- Case report
- Open Access
- Open Peer Review
Ewing sarcoma of the mandible mimicking an odontogenic abscess – a case report
© Gosau et al; licensee BioMed Central Ltd. 2008
- Received: 15 August 2008
- Accepted: 05 November 2008
- Published: 05 November 2008
Ewing sarcoma (ES) of the mandible is rare and can be mistaken for inflammation of dental origin. We present a 24-year old male patient which underwent radical tumour surgery and primary reconstruction with a microvascular osteoseptocutaneous free fibular flap as well as postoperative adjuvant chemotherapy. Incomplete osseous tumour resection required a second intervention. This case report recapitulates the clinical and histopathological findings in oral ES, demonstrates its sometimes difficult diagnosis and discusses the (dis-)advantages of primary osseous reconstruction in ablative tumour surgery.
- Ewing Sarcoma
- Primary Reconstruction
- Fibular Flap
- Cervical Lymph Node Dissection
- Fibular Free Flap
Primary malignant tumours of the jaws are rare and especially the diagnosis and treatment of Ewing sarcoma (ES) (ICD-0 code 9260/3) can be challenging. Less than 3% of all ES originate in the maxillofacial region, usually involving the mandible [1, 2]. 90% occur in the first three decades of life and males are more often affected than females (male:female = 3:2) [1, 3]. Clinical symptoms such as swelling, pain and sensory disturbances are rather unspecific and can sometimes be misleading.
The following case-report is presented to recapitulate the clinical and histopathological findings in oral ES, demonstrate its sometimes difficult diagnosis and discuss the (dis-) advantages of primary osseous reconstruction in ablative tumour surgery.
Four weeks before admission a 24-year-old man noticed a swelling in the right floor of the mouth. Assuming that the tumour was an acute dental abscess the attending dentist incised the tumour and prescribed antibiotics. A temporary decline of the symptoms was noted and root channel treatment, root amputation and splinting of the teeth 43 – 45 due to negative sensibility and loosening was performed. However, the pathologic process of the right mandible enlarged constantly and the patient was referred to our department three weeks after initial treatment.
Swelling, pain, increased CRP, leukocytosis, and elevated temperature may be the first signs of oral ES, occurring also in odontogenic infections [4–6]. In the present case additional apical osteolysis, loss of sensibility and loosening of teeth resulted in root channel treatment, root amputation and splinting of the teeth 43 – 45 with delay of the diagnosis. Root amputation surgery due to large apical osteolytic lesions therefore always requires histopathological evaluation .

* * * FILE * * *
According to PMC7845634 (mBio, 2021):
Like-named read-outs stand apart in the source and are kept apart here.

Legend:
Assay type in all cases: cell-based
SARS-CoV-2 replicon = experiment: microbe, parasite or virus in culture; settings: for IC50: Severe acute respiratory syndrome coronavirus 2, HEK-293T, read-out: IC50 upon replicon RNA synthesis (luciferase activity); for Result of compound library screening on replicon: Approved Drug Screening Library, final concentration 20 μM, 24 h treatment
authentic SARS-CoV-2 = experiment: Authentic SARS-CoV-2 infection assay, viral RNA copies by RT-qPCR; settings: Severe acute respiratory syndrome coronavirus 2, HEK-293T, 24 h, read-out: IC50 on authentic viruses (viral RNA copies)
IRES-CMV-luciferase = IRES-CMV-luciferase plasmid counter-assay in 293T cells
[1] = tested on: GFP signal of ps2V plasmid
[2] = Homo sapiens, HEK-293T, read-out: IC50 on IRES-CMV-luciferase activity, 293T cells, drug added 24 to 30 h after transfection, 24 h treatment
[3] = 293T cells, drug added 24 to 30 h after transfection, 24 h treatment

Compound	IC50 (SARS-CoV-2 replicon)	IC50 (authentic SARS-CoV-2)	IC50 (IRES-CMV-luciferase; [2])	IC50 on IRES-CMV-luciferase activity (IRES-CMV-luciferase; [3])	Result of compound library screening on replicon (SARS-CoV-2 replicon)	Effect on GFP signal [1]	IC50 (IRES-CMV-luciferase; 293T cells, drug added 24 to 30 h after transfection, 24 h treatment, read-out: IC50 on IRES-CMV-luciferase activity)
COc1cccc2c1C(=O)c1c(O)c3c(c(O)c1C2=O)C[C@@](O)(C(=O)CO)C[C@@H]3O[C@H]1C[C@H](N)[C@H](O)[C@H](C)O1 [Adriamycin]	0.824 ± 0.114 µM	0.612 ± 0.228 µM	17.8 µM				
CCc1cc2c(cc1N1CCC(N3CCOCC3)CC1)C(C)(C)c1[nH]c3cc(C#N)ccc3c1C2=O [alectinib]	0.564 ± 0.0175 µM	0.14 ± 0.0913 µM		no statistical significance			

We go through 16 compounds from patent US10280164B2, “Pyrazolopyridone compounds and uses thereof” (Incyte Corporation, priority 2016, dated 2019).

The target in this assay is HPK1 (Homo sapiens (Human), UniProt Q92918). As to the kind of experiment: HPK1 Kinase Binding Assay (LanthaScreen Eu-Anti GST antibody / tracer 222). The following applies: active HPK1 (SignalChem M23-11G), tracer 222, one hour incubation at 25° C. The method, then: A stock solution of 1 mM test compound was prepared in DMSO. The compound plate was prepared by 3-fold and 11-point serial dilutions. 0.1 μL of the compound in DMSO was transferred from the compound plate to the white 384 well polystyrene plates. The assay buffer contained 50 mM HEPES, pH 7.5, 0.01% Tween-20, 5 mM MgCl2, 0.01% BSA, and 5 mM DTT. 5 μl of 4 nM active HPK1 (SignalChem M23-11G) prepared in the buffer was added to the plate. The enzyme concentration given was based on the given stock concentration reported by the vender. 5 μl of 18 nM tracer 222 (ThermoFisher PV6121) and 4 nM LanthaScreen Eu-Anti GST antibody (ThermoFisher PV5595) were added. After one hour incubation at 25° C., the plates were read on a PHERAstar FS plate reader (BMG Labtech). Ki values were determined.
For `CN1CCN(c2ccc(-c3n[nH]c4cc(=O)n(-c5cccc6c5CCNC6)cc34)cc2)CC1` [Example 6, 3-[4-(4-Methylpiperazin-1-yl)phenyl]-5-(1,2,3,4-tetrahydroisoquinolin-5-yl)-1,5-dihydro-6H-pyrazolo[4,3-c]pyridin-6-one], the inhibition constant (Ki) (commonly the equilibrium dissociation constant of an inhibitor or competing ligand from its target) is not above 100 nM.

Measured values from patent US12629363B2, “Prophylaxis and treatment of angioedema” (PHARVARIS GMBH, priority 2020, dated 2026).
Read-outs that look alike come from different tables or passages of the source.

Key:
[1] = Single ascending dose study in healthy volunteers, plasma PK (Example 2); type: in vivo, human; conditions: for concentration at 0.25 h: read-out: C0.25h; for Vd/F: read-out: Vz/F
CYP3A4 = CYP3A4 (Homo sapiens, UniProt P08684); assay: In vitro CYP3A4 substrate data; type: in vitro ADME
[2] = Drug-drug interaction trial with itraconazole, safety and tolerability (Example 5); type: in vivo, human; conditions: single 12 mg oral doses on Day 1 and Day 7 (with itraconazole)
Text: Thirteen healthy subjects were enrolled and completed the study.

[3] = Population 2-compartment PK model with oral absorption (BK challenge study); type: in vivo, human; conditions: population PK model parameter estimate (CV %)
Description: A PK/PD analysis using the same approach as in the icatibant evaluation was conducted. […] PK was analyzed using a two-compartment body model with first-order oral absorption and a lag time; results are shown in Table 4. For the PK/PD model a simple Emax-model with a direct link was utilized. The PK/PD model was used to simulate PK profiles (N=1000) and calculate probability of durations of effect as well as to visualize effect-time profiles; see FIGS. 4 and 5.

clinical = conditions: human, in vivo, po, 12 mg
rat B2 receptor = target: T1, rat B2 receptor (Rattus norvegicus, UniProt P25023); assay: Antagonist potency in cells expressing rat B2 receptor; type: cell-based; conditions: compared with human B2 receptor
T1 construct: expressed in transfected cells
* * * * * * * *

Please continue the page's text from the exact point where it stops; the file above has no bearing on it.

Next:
ES is a poorly differentiated neuroectodermal tumour with small, round and blue cells [5, 6]. More than 90% of cases show a characteristic translocation t(11;22)(q24;q12) resulting in the fusion of the EWS and FLI-1 genes (Fig. 7f). This gene rearrangement causes a fusion product which functions as an oncogenic aberrant transcription factor with structural variability and potentially prognostic impact . Immunoreactivity against FLI-1 and CD 99 can help to confirm the diagnosis .
Treatment of ES should include wide surgical resection and (neo-)adjuvant chemotherapy .
In the presented case a resection with intraoperative histological control of the soft tissue margins and primary reconstruction of the mandible with a microvascular fibular free flap was performed. On the one hand, immediate bony and soft tissue reconstruction plays a key role in minimizing the deformity created by tumour resection and preventing wound contraction and displacement of bony segments. The combination of ablative and reconstructive surgery within a single procedure reduces the overall treatment time and provides the best aesthetic and functional results [9, 10]. On the other hand it is not possible to control bone margins intraoperatively. Although wide resection based on MRI and CT scans were planned, residual tumour infiltrates were detected in both bony resections margins. Even if MRI scans are performed to assess intramedullar tumour extension, microscopic tumour infiltrates are impossible to detect radiologically . This raises the question whether the aesthetic and functional favourable primary reconstruction or the secondary reconstruction with better control of the bony tumour margins should be favoured.
Oral Ewing sarcoma is a rare tumour entity which can mimic odontogenic inflammation. If root amputation surgery is performed due to an extensive radiolucent lesion, histopathological evaluation should be mandatory. Primary bony reconstruction bears the risk of second intervention when dealing with ES in the mandible.
Written informed consent was obtained from the patient for publication of this case report and accompanying images. A copy of the written consent is available for review by the Editor-in-Chief of this journal.
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